A surprising divide on a core issue.
May 18, 2015, Vol. 20, No. 34 • By MICHAEL WARREN
Wisconsin Republican Paul Ryan has an unusual decoration on the wall of his Capitol Hill office: a framed Laffer curve. This totem of supply-siders everywhere is drawn on a napkin and signed by the economist Art Laffer himself. “To my friend, Paul Ryan,” reads the note.
Ryan is the chairman of the House Ways and Means Committee, which makes the memento all the more fitting. For decades, the concept illustrated by Laffer’s curve—that raising the rate of taxation past a certain point actually lowers revenue—has been the organizing principle of the Republican policy of lowering taxes by cutting marginal rates. Republicans aren’t ready to abandon that idea in spirit, but as the 2016 presidential election nears, there are signs of some divides within the party about what’s a priority—and what isn’t—when it comes to tax reform.
Ryan himself is pretty direct about where he sees the debate over taxes. Recently, a reporter in Washington asked him if lowering individual and corporate tax rates is still a top priority for him. “Yes,” he said immediately. Has interest in lowering rates waned? “No,” he said just as quickly. Is the goal to push the top marginal rate down below 30 percent? “Absolutely,” he said.
That may be the case for Ryan, but the path to a Republican consensus on taxes isn’t so straightforward. Texas senator and contender for the presidential nomination Ted Cruz has argued for a flat tax that would allow an American taxpayer’s return to “fit on the back of a postcard.” John Kasich, the Ohio governor who also may run for president, told reporters in Washington this month he’s been “in conversation” with conservative activist Steve Forbes about the flat tax as well. And the newest declared presidential candidate, former Arkansas governor Mike Huckabee, used his announcement speech to reiterate his support for the FairTax, a single-rate consumption tax replacing numerous federal taxes including the income tax.
But at the center of the debate is the proposal put forth by first-term senator and White House hopeful Marco Rubio of Florida. Coauthored by fellow senator Mike Lee of Utah, it’s the first serious tax plan by any presidential candidate this cycle. It’s also the first to break the strict “lower the rates” Republican mold. Briefly, Rubio and Lee propose two individual income-based tax brackets of 15 percent and 35 percent; a corporate tax rate of 25 percent; stripping the code of all deductions except those for charitable contributions and mortgage interest; and—perhaps the most controversial feature on the right—a significant increase to the child tax credit. Rubio and Lee called it “pro-growth, pro-family” tax reform.
For the run-of-the-mill Republican voter—a middle-class homeowner, married with a few kids—the plan sounds too good to be true, and some tax wonks on the right think it is. The economists at the conservative-leaning Tax Foundation rained on the Rubio-Lee parade when it issued a report on the plan stating the federal government would likely lose $1.7 trillion in revenue over the first 10 years before seeing gains. Daniel J. Mitchell, a tax scholar at the libertarian Cato Institute, found “several very attractive features” of the plan but called the top individual rate of 35 percent “disappointing.” Avik Roy of Forbes and the Manhattan Institute (and an adviser to former Texas governor Rick Perry) calls the child tax credit provision “social engineering” that would “increase the deficit without expanding the economy.”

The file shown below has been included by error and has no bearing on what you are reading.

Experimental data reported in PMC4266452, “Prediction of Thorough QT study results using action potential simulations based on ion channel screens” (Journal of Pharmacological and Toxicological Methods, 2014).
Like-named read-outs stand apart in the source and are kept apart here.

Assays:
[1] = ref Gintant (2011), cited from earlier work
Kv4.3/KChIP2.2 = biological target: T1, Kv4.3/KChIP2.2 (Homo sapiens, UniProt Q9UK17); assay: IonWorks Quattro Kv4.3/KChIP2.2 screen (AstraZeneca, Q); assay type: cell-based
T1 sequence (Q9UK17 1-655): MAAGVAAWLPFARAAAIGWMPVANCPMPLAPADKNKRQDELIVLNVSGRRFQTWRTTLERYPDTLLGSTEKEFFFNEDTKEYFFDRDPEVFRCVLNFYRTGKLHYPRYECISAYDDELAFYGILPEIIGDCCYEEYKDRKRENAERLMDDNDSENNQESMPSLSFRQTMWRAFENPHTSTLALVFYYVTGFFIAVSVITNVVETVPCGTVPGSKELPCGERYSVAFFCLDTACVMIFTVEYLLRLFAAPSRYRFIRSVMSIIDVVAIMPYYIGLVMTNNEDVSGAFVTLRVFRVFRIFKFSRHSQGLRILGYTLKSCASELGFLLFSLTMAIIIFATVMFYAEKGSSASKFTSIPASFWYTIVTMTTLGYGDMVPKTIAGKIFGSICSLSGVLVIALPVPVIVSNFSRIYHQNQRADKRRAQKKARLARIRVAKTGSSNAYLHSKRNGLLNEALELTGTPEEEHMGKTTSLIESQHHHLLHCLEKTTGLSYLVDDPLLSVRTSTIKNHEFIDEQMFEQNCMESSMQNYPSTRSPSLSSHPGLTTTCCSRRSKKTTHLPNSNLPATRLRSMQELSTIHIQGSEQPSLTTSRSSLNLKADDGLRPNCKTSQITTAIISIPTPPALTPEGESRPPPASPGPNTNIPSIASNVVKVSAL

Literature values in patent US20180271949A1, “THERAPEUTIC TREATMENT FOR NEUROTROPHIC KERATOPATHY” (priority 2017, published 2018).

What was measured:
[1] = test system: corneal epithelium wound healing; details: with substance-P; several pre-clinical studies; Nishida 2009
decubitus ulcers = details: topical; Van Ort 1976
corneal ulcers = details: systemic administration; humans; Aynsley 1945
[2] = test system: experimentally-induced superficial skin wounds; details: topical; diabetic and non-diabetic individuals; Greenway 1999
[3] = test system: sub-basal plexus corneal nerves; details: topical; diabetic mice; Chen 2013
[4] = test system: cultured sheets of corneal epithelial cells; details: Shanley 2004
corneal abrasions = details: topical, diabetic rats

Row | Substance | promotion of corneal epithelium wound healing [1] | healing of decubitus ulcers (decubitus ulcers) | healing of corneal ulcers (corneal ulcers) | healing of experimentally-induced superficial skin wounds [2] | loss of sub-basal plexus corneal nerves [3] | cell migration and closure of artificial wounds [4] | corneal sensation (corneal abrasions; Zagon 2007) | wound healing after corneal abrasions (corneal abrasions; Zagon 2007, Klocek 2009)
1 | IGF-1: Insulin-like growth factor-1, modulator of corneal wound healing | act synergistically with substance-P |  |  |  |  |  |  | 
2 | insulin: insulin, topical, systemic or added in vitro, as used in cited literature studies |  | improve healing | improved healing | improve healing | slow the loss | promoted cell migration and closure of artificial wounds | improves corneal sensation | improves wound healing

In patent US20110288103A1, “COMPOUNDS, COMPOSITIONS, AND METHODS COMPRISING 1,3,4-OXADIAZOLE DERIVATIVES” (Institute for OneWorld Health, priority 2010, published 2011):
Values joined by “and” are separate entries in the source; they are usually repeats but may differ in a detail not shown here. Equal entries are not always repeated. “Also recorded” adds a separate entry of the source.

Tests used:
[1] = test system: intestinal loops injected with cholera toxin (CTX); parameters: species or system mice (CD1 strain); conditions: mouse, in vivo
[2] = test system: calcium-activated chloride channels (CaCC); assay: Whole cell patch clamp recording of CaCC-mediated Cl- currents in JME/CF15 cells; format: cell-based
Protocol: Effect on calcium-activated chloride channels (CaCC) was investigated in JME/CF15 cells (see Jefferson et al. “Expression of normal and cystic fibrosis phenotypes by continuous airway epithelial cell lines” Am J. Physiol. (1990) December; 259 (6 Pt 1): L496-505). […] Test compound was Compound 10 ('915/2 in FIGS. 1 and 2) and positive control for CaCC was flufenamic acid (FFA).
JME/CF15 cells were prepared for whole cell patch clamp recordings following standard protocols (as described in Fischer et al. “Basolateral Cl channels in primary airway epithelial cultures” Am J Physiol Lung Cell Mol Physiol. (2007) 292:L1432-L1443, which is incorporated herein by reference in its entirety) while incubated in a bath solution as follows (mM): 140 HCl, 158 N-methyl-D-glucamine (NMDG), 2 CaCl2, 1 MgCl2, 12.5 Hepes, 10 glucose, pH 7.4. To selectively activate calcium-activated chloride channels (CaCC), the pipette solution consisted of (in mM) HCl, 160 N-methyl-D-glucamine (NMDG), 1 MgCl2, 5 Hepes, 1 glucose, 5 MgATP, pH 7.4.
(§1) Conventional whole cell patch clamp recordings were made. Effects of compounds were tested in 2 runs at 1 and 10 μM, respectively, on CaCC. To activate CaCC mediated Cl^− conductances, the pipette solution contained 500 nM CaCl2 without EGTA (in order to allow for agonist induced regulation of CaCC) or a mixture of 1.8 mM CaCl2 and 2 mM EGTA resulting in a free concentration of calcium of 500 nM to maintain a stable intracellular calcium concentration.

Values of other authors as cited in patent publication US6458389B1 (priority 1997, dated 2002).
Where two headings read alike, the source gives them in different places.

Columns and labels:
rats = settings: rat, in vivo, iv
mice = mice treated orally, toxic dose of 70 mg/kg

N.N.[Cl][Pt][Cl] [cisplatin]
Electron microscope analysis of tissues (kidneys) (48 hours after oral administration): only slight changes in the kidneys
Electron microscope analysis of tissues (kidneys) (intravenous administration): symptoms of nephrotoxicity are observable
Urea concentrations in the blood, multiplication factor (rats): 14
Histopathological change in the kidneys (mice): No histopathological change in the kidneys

Paul Ryan hasn’t exactly embraced Rubio-Lee. “I don’t want to be critical of any tax reform proposal on my end because I want to encourage people to put plans out there,” he said when asked about it. His counterpart on the Senate Finance Committee, Utah’s Orrin Hatch, was characteristically judicious but said he worried about how the proposal would add to the deficit. “I’d say Rubio-Lee is the first one I’ve seen recently that has some good ideas,” said Hatch in an interview. “But on the other hand, it has some real big problems, too, as almost any suggestion will.”
The editorial board at the Wall Street Journal was perhaps the harshest in its assessment of the child tax credit provision. Shortly after Rubio announced his candidacy for president, the paper wrote that the Florida Republican had become “the party’s most visible ally of the ‘new’ Republican idea that the Reagan tax-cutting agenda is a political dead end, and that the party now must redistribute revenue directly to middle-class families.” Hatch has reservations about the idea as well. “If you expand the child tax credit, to a lot of the economists, that doesn’t have a lot of the pro-growth elements,” he said.
4:04 PM, Apr 15, 2015 • By MICHAEL WARREN
While Hillary Clinton was meeting with voters in Iowa on her second full day as a presidential candidate, Marco Rubio spent part of his discussing a tax policy white paper at a Washington think tank. The newly declared candidate joined with Utah Republican Mike Lee at the Heritage Foundation to talk about their proposal to reform the tax code, which has already become a point of contention in Rubio's nascent presidential campaign.
2:01 PM, Apr 10, 2015 • By MICHAEL WARREN